The Indiana Court of Appeals overturned a superior court ruling finding that the doctrine of promissory estoppel is applicable to verification letters in factoring contracts and should control in the case of Sterling Commercial Credit – Michigan, LLC v. Hammert’s Iron Works, Inc. 998 N.E.2d 752 (Ind. Ct. App. 2013). The case was brought to the court on Sterling’s appeal following a superior court ruling in favor of Hammert’s on both cross-motions for summary judgment.The conflict addressed in this case arose from a contract for construction of a clinic in Evansville, Indiana. Hammert’s, which was responsible for the structural steel framing & decking, entered into a $490,000 subcontract with National Steel Erectors, Inc. (“NSE”) with terms calling for payment only after Hammert’s was paid by the general contractor. To provide liquidity, NSE entered into a Factoring and Security Agreement with Sterling. Sterling agreed to pay NSE 85% of the amount due when invoiced and would later receive the full payment directly from Hammert’s. Before making the payment, Sterling required a verification letter from Hammert’s asserting that the invoiced amount was earned, due, owing, and final except for payment.

Sterling purchased three invoices from NSE and received verification letters from Hammert’s for all three. Hammert’s paid the first invoice received without issue. Before paying the second invoice, Hammert’s inquired about the status of NSE’s payments to subcontractors who were currently owed $50,116.49. With the second invoice payment, Hammert’s included a letter indicating that NSE’s subcontractors must be paid and requested that the letter be signed and returned. Sterling disregarded the letter and kept the payment for the second invoice. NSE failed to pay its subcontractors and subsequently filed for bankruptcy. Hammert’s paid the subcontractors on NSE’s behalf and finished the construction itself but did not pay Sterling for the third invoice it had purchased from NSE.

Sterling filed suit against Hammert’s asserting breach of contract and that they detrimentally relied on Hammert’s verification letter in providing funding to NSE. Sterling argued that the doctrine of promissory estoppel should obligate Hammert’s to pay the third invoice. Hammert’s counter-claimed alleging breach of the agreement to pay NSE’s subcontractors, misappropriation of funds, and argued that the doctrine of promissory estoppel was inapplicable.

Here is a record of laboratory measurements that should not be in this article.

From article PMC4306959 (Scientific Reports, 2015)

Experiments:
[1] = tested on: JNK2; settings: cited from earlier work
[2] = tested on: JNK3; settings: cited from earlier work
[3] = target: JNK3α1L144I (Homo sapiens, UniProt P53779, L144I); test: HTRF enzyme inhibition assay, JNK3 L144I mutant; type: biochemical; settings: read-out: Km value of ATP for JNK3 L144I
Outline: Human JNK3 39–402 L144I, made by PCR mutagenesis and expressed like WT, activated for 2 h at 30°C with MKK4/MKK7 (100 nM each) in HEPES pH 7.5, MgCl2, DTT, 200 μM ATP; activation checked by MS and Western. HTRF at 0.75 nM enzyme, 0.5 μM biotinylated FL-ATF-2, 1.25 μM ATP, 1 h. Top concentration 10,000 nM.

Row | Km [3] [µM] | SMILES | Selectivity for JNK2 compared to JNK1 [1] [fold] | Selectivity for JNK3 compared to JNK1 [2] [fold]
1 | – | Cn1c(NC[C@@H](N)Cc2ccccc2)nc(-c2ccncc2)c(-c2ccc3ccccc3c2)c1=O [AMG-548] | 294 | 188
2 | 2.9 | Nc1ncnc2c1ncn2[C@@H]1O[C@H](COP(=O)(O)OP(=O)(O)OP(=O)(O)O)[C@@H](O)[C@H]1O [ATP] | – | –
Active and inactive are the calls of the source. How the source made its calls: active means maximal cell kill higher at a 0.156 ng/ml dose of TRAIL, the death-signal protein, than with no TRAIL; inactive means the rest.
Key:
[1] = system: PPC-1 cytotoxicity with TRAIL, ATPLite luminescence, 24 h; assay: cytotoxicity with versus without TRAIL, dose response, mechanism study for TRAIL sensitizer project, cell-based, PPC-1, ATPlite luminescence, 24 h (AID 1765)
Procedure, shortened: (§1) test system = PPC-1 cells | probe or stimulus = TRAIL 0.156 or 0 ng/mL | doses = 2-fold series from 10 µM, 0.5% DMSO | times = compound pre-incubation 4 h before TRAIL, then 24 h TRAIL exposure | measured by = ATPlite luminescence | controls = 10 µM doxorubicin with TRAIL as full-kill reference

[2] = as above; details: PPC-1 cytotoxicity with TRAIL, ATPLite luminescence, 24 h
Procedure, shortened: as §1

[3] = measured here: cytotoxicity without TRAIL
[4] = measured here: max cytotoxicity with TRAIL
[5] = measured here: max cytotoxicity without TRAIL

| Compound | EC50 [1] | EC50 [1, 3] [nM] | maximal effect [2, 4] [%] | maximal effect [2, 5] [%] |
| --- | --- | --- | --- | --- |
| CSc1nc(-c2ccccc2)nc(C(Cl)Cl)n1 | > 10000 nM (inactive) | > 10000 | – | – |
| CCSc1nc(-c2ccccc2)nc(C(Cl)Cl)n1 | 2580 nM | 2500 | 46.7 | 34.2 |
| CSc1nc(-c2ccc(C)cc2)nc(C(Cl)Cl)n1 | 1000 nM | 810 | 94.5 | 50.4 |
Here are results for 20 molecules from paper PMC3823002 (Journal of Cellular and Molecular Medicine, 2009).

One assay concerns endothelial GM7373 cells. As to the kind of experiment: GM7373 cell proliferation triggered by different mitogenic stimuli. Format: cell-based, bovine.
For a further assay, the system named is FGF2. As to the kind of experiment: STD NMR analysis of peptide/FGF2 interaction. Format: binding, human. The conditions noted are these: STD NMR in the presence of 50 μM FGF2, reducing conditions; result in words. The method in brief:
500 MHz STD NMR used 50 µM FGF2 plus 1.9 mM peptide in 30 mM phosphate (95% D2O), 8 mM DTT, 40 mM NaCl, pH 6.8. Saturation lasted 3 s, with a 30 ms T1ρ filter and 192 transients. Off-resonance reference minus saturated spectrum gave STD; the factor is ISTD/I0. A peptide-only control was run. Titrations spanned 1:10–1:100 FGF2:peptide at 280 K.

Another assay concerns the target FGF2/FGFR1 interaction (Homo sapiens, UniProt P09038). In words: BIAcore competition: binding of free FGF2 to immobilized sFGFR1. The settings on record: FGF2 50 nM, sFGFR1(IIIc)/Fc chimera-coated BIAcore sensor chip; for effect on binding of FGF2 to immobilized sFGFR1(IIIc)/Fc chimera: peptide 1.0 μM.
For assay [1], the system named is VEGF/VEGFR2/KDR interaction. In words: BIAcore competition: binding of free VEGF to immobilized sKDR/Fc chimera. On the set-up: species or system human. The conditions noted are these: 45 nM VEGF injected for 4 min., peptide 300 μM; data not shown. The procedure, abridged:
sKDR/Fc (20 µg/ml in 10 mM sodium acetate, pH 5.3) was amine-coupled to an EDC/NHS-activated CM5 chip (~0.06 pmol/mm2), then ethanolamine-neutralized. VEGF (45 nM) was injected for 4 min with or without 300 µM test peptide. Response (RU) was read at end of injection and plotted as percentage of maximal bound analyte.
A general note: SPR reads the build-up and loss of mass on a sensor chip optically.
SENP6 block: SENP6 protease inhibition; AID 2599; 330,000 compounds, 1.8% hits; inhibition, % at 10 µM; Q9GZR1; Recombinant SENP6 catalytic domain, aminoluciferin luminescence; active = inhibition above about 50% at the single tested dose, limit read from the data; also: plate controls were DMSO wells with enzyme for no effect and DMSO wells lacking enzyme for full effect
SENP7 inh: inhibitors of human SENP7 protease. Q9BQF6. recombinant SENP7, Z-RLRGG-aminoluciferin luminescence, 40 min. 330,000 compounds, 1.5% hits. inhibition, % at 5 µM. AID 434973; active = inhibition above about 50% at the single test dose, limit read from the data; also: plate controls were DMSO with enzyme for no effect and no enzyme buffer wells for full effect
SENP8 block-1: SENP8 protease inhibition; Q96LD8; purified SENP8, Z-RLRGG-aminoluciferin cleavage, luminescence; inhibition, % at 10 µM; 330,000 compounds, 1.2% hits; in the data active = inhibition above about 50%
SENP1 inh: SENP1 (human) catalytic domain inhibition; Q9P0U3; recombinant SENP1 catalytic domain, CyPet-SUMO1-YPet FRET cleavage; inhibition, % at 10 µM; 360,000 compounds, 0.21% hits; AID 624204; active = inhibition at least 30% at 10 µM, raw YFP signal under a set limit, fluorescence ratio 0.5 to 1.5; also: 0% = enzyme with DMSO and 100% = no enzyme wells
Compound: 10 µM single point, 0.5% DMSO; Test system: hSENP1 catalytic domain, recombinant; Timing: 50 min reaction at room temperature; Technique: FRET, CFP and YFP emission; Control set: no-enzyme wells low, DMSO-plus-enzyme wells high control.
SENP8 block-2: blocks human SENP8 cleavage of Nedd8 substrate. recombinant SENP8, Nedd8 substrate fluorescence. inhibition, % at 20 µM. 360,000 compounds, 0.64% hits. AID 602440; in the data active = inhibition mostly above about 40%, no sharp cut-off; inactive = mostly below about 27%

Rather than rule on the breach of contract issues, the Indiana Court of Appeals decided the controversy solely using promissory estoppel. The doctrine is based on equitable principles and has been found to be applicable to commercial transactions under the Uniform Commercial Code. Promissory estoppel requires “(1) a promise by the promisor (2) made with the expectation that the promisee will rely thereon (3) which induces reliance by the promisee (4) of a definite and substantial nature and (5) injustice can be avoided only by enforcement of the promise.” The Appeals court found that the verification letter sent by Hammert’s satisfied the requirements of promissory estoppel as they were promises to pay the invoices with the expectation that Sterling would lend money to NSE based on the letter. As such, Hammert’s was estopped from refusing to pay the invoices and was not permitted to attach the additional terms to the payment requiring payments to NSE’s subcontractors.

The appeals court reversed and remanded the trial courts decision with instructions to enter judgment in favor of Sterling on the claim and counter-claim. The court also indicated that the decision was a continuation of doctrine from other courts finding that the issuance of a verification letter to a factor will prevent the debtor from refusing to pay the debt at a later date, regardless of intervening circumstances. Care should therefore be taken in submitting and securing verification letters in factoring agreements as the letter will prevent the later reduction or offset of the payment for other obligations that arise.

The Full Text of the Opinion May Be Found Here:

** Many thanks to William Abbey for his contributions to this article.  William is a law clerk with Slovin & Associates Co., L.P.A. and student at the University of Cincinnati College of Law.  **